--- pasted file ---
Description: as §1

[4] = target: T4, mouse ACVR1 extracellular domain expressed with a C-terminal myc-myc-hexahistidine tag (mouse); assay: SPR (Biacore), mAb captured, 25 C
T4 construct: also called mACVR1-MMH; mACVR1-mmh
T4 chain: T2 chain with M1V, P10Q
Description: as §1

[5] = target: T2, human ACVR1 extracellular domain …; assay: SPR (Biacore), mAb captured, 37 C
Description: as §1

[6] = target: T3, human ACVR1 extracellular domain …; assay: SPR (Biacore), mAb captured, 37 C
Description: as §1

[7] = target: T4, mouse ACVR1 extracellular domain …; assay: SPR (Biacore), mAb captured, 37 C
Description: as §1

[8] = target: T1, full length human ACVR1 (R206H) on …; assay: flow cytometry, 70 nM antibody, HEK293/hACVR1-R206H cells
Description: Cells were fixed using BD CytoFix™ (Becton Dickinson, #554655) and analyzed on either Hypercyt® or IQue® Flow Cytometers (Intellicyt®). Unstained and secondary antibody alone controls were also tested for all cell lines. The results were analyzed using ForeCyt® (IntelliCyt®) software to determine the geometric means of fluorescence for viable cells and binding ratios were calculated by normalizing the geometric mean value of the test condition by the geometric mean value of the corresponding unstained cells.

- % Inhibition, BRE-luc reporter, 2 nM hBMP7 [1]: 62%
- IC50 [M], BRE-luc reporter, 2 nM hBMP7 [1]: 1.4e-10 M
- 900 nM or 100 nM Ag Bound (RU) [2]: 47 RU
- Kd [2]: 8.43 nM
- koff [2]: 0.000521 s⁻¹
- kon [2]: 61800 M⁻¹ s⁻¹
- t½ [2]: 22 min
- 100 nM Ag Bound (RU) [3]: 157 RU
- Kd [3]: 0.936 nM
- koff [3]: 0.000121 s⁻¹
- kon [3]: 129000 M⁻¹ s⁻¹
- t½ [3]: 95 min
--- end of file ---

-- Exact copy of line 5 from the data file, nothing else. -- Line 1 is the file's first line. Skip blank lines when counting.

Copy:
Description: as §1